Chambers of Commerce and Industry

Structure and Tasks

All German companies registered in Germany, with the exception of handicraft businesses, the free professions andfarms, are required by law to join a chamber of Industry and Commerce. They include not only big companies but also retailers and innkeepers. This gives the association considerable political influence. It does not represent any specific corporate group but all commercial enterprises in Germany.
The chambers of industry and commerce are the companies themselves. That, in a nutshell, is the role of the 82 chambers. They represent the interests of theirmembers in relation to the local, state and regional authorities and, throughthe Association of German Chambers of Industry and Commerce (DIHK), the Federal Government and the European Commission.
The state has assigned to the chambers certain tasks which would be its own responsibility if those chambers did not exist. As a result, the chambers todayissue certificates of origin and carnets, set vocational training examinationsor, a recent innovation and maintain a register of companies who meet specific environmental standards ("eco sites"). They place experts under oath, provide advisory opinions for government departments, and are involved in the appointment of arbitrators and the registration of companies.
The chambers are public corporations and responsible for their own affairs, yetthey are not public authorities. They are business institutions and the principal representatives of all commercial undertakings in their region. They not only perform public functions but assist their members direct as counsellors or mediators in business matters of local, regional andsupra-regional importance. They are also involved at national level through the DIHK and internationally through the appropriate organizations.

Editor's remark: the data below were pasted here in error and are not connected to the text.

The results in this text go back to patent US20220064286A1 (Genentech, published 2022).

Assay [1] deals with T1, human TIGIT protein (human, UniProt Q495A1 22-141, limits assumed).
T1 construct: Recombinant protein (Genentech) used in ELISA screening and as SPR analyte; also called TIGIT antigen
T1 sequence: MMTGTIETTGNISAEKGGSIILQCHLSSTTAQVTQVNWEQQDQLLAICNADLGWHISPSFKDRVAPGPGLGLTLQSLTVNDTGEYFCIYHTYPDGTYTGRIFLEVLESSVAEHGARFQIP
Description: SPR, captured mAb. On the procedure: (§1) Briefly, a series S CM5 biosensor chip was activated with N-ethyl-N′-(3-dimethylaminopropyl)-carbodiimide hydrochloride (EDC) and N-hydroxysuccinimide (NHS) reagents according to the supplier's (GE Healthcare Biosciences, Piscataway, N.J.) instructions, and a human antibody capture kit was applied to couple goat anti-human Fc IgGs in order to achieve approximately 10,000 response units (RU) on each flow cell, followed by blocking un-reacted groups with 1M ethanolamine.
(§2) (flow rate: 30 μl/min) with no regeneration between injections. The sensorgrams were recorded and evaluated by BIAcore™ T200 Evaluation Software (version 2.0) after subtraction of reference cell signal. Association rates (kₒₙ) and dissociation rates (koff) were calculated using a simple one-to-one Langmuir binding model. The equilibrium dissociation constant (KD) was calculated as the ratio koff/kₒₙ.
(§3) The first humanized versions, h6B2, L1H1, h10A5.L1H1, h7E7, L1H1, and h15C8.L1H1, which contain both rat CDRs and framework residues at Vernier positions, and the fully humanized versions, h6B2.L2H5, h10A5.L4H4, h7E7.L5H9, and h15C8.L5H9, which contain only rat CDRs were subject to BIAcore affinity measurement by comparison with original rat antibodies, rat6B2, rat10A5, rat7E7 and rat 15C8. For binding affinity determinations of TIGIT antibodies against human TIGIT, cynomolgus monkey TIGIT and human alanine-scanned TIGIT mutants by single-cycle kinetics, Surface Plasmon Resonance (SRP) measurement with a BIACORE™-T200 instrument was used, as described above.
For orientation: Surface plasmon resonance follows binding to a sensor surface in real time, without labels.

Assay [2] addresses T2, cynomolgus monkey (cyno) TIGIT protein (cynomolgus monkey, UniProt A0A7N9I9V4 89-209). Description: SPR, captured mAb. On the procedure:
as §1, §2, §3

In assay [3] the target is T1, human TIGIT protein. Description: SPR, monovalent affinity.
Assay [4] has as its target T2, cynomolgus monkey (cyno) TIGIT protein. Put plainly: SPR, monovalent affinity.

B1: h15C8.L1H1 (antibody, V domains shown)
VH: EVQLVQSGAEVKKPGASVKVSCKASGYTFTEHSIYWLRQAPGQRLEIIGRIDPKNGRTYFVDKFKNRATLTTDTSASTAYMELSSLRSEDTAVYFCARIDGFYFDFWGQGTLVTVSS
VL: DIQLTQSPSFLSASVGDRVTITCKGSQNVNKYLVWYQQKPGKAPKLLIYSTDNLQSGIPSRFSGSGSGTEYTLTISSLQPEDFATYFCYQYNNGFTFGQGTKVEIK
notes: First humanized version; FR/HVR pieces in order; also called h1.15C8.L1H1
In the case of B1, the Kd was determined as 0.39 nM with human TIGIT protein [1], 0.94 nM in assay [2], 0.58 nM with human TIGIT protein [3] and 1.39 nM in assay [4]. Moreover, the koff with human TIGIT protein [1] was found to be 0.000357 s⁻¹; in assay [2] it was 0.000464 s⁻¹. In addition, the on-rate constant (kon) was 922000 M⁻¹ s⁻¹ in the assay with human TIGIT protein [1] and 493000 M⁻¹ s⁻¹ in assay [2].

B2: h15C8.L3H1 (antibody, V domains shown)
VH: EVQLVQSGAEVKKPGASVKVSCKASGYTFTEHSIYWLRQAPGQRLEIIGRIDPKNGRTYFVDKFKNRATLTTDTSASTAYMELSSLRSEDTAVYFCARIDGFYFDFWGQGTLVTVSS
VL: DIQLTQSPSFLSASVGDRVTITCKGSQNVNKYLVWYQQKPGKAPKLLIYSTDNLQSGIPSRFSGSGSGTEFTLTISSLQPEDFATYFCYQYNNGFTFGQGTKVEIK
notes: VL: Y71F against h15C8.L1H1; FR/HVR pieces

The chambers have a democratic structure. Members choose their representatives for the Annual General Meeting. This "parliament of the business community" elects from its midst the president, the vice presidents and the managing director.
All companies pay mandatory subscriptions to their chamber according to their capacity. One advantage of statutory membership is that the chambers representall branches and companies equally regardless of size, whether it be the cornershop or a multinational corporation. All companies have one vote and equal rights. Their subscriptions keep the chambers financially independent of vested interests and government influence.
Much has been said about the chambers' "new self-perception", culminating in the populistic demand for the abolition of compulsory membership for businesses. But one very important point is generally overlooked - the exceptional efficiency of this system of corporate self-government. The state certainly wouldn't become leaner if it had to take on the role of the chambers again. Not even the best and most economical public authority could carry out the mandatory tasks of the chambers and guarantee the same price and the same quality. This is because the chambers, unlike the state, can draw upon a vast reservoir of local voluntary business expertise.